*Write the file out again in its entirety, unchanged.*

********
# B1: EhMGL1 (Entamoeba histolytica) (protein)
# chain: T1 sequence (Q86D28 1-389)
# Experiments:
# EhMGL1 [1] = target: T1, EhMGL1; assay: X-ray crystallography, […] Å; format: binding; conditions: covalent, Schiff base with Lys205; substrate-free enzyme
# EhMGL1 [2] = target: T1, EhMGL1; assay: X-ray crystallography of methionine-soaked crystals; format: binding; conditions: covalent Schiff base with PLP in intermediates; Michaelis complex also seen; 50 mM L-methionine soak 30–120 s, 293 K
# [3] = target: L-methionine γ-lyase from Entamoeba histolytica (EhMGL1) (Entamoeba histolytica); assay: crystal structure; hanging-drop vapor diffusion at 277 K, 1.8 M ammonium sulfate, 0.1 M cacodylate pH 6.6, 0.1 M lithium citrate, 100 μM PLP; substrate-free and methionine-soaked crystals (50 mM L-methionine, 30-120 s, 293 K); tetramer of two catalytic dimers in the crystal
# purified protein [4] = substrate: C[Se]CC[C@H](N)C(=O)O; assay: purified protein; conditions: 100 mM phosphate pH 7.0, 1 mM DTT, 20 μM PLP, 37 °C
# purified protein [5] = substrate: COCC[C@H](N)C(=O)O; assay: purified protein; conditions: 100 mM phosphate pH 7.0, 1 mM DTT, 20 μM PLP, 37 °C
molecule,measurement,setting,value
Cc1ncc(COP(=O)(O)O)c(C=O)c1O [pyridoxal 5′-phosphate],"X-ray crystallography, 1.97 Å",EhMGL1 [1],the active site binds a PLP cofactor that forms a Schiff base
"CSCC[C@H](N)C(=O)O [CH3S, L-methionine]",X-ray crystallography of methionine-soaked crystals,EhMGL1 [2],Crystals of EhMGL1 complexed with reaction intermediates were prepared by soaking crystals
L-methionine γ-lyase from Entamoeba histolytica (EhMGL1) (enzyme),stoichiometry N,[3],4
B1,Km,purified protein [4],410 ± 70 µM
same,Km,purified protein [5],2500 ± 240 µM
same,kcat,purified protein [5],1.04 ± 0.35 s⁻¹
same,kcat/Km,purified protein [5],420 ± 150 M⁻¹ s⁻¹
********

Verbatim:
# B1: EhMGL1 (Entamoeba histolytica) (protein)
# chain: T1 sequence (Q86D28 1-389)
# Experiments:
# EhMGL1 [1] = target: T1, EhMGL1; assay: X-ray crystallography, […] Å; format: binding; conditions: covalent, Schiff base with Lys205; substrate-free enzyme
# EhMGL1 [2] = target: T1, EhMGL1; assay: X-ray crystallography of methionine-soaked crystals; format: binding; conditions: covalent Schiff base with PLP in intermediates; Michaelis complex also seen; 50 mM L-methionine soak 30–120 s, 293 K
# [3] = target: L-methionine γ-lyase from Entamoeba histolytica (EhMGL1) (Entamoeba histolytica); assay: crystal structure; hanging-drop vapor diffusion at 277 K, 1.8 M ammonium sulfate, 0.1 M cacodylate pH 6.6, 0.1 M lithium citrate, 100 μM PLP; substrate-free and methionine-soaked crystals (50 mM L-methionine, 30-120 s, 293 K); tetramer of two catalytic dimers in the crystal
# purified protein [4] = substrate: C[Se]CC[C@H](N)C(=O)O; assay: purified protein; conditions: 100 mM phosphate pH 7.0, 1 mM DTT, 20 μM PLP, 37 °C
# purified protein [5] = substrate: COCC[C@H](N)C(=O)O; assay: purified protein; conditions: 100 mM phosphate pH 7.0, 1 mM DTT, 20 μM PLP, 37 °C
molecule,measurement,setting,value
Cc1ncc(COP(=O)(O)O)c(C=O)c1O [pyridoxal 5′-phosphate],"X-ray crystallography, 1.97 Å",EhMGL1 [1],the active site binds a PLP cofactor that forms a Schiff base
"CSCC[C@H](N)C(=O)O [CH3S, L-methionine]",X-ray crystallography of methionine-soaked crystals,EhMGL1 [2],Crystals of EhMGL1 complexed with reaction intermediates were prepared by soaking crystals
L-methionine γ-lyase from Entamoeba histolytica (EhMGL1) (enzyme),stoichiometry N,[3],4
B1,Km,purified protein [4],410 ± 70 µM
same,Km,purified protein [5],2500 ± 240 µM
same,kcat,purified protein [5],1.04 ± 0.35 s⁻¹
same,kcat/Km,purified protein [5],420 ± 150 M⁻¹ s⁻¹